[0096] A stiff portion can have a greater elastic modulus than a compliant portion. In some embodiments, the stiff portion has an elastic modulus of about 1.5 GPa, or within a range from about 0.5 GPa to about 500 GPa. In some embodiments, the compliant portion has an elastic modulus of about 2 MPa, or within a range from about 0.2 MPa to about 500 MPa. Optionally, the elastic modulus of a stiff portion can be at least 10 times greater than the elastic modulus of a compliant portion. High modulus differences between layers can increase the sheer forces at the boundary between layers. In some embodiments, sheer between layers can be managed by using materials in adjacent layers that differ in elastic modulus by 10% or less. Alternatively or in combination, a stiff portion can have a greater thickness than a compliant portion. For example, the stiff portion can have a thickness of about 0.5 mm, or within a range from about 0.2. mm to about 1 nil. The compliant portion can have a thickness of about 0.3 mm, or within a range from about 0.05 mm to about 0,5 mm. Optionally, the thickness of a stiff portion can be at least 3 times greater than the thickness of a compliant portion.

[0097] The stiff and compliant portions can perform different functions in the orthodontic appliance. For example, the stiff portion can be used to generate the forces and/or torques for repositioning the teeth, e.g., by pressing against one or more areas of the teeth. In some embodiments, the appliance is shaped such that the stiff portion is deformed (e.g., changed in shape) and/or deflected (e.g., changed in position, orientation) when the appliance is worn on the teeth, and the resistance of the stiff material to the deformation and/or deflection generates forces and/or torques on the teeth that elicit tooth movements. The stiff portion can have sufficient stiffness such that different regions can be deformed and/or deflected with relative independence from each other (e.g., deformation and/or deflection of one region produces little or no corresponding deformation and/or deflection in adjacent regions), in some embodiments, the stiff portion is relatively resistant to deformation, such that the stiff portion may be deflected when the appliance is worn on the teeth, but exhibits little or no deformation. Optionally, the stiff portion can be relatively incompressible, such that it does not experience significant changes in shape (e.g., thickness) when the appliance is worn.

[00981 The compliant portion can be used to transmit the forces and/or torques generated by the stiff portion to the underlying teeth, For example, the compliant portion can be positioned between the stiff portion and the teeth (e.g., coupled to an inner surface of the stiff portion lacing the teeth) in order to contact the teeth and distribute force and/or torque from the stiff portion to the teeth, in some embodiments, the compliant portion is designed to improve the transmission of force and/or torque to teeth compared to use of the stiff portion alone. For instance, the compliant portion can improve engagement between the appliance and the teeth, provide a more constant amount of feree and/or torque, distribute the force and/or torque over a wider surface area, or combinations thereof. Optionally, the compliant portion can be relatively deformabl e (e.g., compressible) so as to exhibit significant changes in shape (e.g., thickness) when the appliance is worn.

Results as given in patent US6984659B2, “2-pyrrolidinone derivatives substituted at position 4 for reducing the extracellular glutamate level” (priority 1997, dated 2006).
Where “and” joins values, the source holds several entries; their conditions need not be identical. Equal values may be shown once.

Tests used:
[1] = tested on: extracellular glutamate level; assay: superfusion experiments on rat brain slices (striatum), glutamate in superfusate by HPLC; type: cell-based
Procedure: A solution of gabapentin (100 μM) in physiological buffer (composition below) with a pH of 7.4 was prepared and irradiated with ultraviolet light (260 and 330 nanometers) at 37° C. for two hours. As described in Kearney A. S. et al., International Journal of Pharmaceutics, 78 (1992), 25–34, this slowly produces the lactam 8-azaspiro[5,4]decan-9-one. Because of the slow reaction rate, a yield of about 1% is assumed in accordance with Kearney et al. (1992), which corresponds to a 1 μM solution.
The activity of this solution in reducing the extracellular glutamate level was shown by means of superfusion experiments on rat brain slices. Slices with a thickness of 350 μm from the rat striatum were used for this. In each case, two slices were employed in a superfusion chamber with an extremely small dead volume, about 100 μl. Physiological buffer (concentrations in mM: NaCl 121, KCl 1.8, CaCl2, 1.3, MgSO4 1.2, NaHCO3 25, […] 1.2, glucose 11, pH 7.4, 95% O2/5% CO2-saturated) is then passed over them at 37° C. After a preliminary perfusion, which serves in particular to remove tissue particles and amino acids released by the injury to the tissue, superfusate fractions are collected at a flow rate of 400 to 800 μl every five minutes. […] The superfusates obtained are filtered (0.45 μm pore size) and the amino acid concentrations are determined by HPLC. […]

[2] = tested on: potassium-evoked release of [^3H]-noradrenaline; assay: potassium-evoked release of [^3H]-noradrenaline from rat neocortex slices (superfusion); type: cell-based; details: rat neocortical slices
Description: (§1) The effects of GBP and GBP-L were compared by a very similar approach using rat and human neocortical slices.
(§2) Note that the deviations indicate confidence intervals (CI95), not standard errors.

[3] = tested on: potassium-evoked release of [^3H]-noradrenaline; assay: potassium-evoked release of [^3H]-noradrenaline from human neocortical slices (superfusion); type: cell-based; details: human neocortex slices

[0099] The stiff and compliant portions of an orthodontic appliance can be designed in a variety of ways. I n some embodiments, the stiff portion is an outer appl iance shell having a plurality of cavities shaped to receive teeth, and the compliant portion includes one or more inner structures coupled to an inner surface of the shell (e.g., an inner surface of one or more tooth-receiving cavities). The compliant inner strueture(s) can be removably coupled or permanently affixed to the outer shell (e.g., via adhesives, fasteners, bonding, etc.). As described herein, the stiffness of the stiff outer shell, can be different from, e.g., greater than, the stiffness of the compliant inner structure.

[00100] The stiff outer shell can be shaped to generate one or more forces and/or torques in response to the appliance being worn on the patient's teeth, For instance, the outer shell can have an inner surface profile (e.g., an inner surface profile of one or more tooth- receiving cavities) that differs from the surface profile of one or more received teeth (e.g., received within the one or more tooth-receiving cavities. The inner surface profile of the outer shell can have a different position and/or orientation than the surface profile of the teeth, for example. Alternatively or in combination, the inner surface profile of the outer shell can include structures that do not match the tooth surface profile, such as protrusions extending towards the tooth or recesses extending away from the tooth. The discrepancies between the inner surface profile of the outer shell and the tooth surface profile can cause deflections and/or deformations of the outer shell that generate forces and/or torques that are exerted on the teeth.